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Classical - Released September 8, 2008 | Warner Classics

Distinctions The Qobuz Ideal Discography
It's a testimony to the durability of Quatuor pour la fin du Temps that it can be effective in such a broad range of interpretive approaches, from the most hazily impressionistic to readings of scintillating clarity. Balance within this unconventional ensemble is one of the most significant interpretive parameters, with some groups aiming for a seamless blend between the disparate instruments and others emphasizing their timbral distinctiveness. In this exemplary 1968 recording, violinist Erich Gruenberg, cellist William Pleeth, clarinetist Gervase de Peyer, and pianist Michel Béroff take the latter approach and perform with clear-eyed grace and sensitivity. The result is a gleaming and pristine reading that's technically flawless and warmly emotional. This was one of the first fully successful recordings of the quartet, and it lives up to EMI's imprimatur for the series in which it's issued, "Great Recordings of the Century." The CD also features the first recording of Messiaen's 1960 orchestral piece Chronochromie, with the BBC Symphony Orchestra conducted by Antal Dorati, who had led the work's premiere. It's a thornier and more forbidding work than the quartet, but when given full attention, it's ultimately no less rewarding. It's among the type of Messiaen pieces that's best appreciated by relinquishing a need to analyze and understand, and adopting an open acceptance of the aural phenomena as they occur. It's full of startling and colorful sonorities and has a propulsive, if unpredictable rhythmic vitality. Dorati leads a performance that's sensitive to both the work's delicacy and explosive energy. EMI's sound is clean and vibrant. © TiVo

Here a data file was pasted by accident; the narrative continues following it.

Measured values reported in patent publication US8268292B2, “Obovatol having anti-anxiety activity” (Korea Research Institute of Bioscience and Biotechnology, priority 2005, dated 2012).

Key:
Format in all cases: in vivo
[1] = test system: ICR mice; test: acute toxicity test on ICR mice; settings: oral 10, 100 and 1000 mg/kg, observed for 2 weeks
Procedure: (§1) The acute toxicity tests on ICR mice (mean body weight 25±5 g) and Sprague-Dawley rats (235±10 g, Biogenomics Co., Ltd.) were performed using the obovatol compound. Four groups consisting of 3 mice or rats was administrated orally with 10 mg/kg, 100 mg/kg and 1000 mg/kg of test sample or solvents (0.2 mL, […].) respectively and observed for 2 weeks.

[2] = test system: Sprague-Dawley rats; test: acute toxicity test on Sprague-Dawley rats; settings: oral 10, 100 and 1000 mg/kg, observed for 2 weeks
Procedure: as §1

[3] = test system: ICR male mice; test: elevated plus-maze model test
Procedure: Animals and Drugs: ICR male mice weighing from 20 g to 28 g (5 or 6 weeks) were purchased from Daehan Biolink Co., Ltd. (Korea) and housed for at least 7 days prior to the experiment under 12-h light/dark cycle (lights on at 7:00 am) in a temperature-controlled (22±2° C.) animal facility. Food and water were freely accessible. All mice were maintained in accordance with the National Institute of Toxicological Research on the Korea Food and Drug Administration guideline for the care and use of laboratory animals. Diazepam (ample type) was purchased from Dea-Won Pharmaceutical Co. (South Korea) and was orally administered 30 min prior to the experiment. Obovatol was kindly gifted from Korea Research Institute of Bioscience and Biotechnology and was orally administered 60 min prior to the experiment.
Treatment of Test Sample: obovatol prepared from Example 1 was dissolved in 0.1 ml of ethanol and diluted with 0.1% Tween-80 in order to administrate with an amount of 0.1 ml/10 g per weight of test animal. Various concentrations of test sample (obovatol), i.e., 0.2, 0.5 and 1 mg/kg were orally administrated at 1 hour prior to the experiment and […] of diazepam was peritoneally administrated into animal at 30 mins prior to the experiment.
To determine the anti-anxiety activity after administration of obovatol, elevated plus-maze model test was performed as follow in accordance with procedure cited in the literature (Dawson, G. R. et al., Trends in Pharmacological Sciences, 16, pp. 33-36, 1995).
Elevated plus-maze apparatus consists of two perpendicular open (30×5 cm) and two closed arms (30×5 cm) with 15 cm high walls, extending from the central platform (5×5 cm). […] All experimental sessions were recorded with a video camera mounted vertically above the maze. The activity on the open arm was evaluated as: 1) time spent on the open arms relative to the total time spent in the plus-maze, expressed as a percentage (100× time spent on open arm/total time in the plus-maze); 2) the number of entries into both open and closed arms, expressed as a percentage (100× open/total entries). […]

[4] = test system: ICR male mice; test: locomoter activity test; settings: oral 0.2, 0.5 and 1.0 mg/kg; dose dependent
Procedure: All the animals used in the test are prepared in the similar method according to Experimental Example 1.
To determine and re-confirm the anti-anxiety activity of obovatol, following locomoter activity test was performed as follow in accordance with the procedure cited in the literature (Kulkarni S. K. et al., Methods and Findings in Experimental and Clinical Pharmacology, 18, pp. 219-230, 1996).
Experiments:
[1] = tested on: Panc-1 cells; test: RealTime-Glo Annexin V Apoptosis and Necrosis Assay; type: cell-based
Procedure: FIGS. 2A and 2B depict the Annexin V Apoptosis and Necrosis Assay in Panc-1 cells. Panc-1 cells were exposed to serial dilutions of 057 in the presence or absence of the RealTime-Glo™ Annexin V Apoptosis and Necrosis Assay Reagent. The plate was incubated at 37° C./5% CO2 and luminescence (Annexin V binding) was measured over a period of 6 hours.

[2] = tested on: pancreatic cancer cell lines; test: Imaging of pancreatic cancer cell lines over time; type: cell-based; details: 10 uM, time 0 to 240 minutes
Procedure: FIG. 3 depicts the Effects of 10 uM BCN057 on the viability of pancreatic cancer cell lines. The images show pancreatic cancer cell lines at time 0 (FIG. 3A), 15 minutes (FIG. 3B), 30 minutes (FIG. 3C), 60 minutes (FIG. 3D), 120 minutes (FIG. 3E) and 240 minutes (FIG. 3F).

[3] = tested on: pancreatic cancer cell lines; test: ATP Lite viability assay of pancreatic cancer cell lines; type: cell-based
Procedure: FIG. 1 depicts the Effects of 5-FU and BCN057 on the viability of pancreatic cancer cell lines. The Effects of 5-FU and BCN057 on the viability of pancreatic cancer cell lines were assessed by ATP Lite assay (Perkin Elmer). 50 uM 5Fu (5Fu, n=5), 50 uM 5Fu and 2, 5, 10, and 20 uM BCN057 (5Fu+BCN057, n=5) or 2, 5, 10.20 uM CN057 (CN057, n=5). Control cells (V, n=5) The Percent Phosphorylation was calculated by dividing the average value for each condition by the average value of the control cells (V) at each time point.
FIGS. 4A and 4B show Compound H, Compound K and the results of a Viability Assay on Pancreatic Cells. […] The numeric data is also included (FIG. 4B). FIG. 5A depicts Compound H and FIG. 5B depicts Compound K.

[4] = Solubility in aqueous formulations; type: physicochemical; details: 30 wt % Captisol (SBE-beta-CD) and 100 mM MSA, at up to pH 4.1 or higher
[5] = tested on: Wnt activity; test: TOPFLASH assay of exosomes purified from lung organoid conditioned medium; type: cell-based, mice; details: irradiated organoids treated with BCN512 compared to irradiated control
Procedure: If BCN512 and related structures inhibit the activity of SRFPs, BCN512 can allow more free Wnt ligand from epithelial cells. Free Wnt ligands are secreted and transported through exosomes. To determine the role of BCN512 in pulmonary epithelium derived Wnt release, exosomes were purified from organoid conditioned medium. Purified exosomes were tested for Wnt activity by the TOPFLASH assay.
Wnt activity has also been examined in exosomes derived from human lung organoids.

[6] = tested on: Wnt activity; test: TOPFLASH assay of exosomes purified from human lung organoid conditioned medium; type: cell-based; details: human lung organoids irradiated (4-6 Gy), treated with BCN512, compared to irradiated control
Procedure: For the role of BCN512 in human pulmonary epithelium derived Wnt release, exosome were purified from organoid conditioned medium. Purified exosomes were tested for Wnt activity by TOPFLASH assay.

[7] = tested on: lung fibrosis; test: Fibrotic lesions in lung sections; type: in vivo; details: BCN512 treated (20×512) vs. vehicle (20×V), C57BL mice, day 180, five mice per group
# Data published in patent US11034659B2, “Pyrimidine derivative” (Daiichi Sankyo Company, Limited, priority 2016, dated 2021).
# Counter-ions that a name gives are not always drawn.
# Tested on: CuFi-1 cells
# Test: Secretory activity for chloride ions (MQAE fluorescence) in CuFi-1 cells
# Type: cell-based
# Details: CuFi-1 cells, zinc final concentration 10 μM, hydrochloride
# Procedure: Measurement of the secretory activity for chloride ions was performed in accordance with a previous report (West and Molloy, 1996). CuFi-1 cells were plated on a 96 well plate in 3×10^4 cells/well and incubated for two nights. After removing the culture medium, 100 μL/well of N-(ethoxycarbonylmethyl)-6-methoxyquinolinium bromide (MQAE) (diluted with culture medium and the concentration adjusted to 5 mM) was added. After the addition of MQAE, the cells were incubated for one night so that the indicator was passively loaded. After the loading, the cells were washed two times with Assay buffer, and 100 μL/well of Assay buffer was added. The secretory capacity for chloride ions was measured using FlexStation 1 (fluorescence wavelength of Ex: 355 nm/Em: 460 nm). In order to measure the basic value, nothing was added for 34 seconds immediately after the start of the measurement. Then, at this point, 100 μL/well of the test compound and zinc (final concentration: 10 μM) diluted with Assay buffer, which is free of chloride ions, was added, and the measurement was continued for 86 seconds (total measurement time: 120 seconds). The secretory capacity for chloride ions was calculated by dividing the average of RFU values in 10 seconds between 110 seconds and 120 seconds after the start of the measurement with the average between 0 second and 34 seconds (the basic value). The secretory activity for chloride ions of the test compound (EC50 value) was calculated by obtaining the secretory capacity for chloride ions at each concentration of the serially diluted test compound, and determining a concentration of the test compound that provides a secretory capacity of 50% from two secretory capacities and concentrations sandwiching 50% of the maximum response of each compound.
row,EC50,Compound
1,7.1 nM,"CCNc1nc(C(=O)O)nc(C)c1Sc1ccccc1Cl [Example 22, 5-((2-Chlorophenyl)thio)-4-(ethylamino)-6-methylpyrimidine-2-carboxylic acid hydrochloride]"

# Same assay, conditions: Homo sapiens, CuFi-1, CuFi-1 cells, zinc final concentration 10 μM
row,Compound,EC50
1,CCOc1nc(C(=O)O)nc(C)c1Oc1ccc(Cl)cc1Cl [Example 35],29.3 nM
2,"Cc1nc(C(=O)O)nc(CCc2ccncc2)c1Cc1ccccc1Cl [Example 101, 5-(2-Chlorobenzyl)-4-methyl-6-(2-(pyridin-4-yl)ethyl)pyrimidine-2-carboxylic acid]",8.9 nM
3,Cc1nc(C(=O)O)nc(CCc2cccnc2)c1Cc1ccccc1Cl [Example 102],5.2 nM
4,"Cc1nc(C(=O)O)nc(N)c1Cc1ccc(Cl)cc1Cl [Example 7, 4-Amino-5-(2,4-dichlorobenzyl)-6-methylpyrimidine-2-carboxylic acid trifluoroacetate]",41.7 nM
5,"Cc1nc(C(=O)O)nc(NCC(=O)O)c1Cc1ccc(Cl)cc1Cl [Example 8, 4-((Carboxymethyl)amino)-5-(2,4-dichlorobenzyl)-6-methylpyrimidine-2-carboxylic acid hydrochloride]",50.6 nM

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Classical - Released January 1, 1988 | Deutsche Grammophon (DG)

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Classical - Released January 1, 1973 | Warner Classics

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Classical - Released October 3, 1992 | Warner Classics

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Solo Piano - Released October 30, 2015 | Lyrinx

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Classical - Released January 1, 1970 | Warner Classics

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Classical - Released April 3, 2006 | Warner Classics

French Bartók? Isn't that a contradiction in terms? After all, doesn't French mean smooth, refined, and elegant? And doesn't Bartók mean raw, angular, and brutal? Yes and no. French, modernist French, can also mean hard, harsh, and edgy, and Bartók, at least some Bartók, can also mean cool, considered, and concentrated. In this two-disc set of piano music recorded between 1974 and 1976, French modernist piano player Michel Béroff meets Hungarian modernist composer Bartók, and, perhaps to the amazement of some, finds common ground. Béroff's tone is big, his touch is muscular, and his sense of rhythm is rock solid, all qualities that fit Bartók to a T. Listen to Béroff launch into the sets of Romanian, Hungarian, and Bulgarian dances that start off the set, listen to his fierce attacks, his keen accents, and his propulsive rhythms: is this not Bartók playing of the first rank? Then listen to Béroff tear into the sonata and the sonatina that follows, listen to his masterful sforzandos, his magisterial cross-rhythms, and his complete command of asymmetrical form: is this not Bartók playing of the highest order? And while it's true the Béroff may come down a bit too hard on the Ten Easy Pieces and the selections from For Children, no one could debate his intensity or his dedication. For listeners used to Hungarian pianists playing Bartók, Béroff may seem perhaps too French at first, but anyone with a fondness for the Hungarian composer will surely come to appreciate Béroff's virtuoso technique and his modernist approach. EMI's late stereo recordings are clear, warm, and honest. © TiVo
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Classical - Released October 1, 2007 | Warner Classics

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Classical - Released October 3, 2005 | Warner Classics

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Classical - Released January 1, 1972 | Warner Classics

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Classical - Released January 1, 2009 | Denon

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Classical - Released January 1, 2009 | Denon

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Classical - Released January 1, 1980 | Warner Classics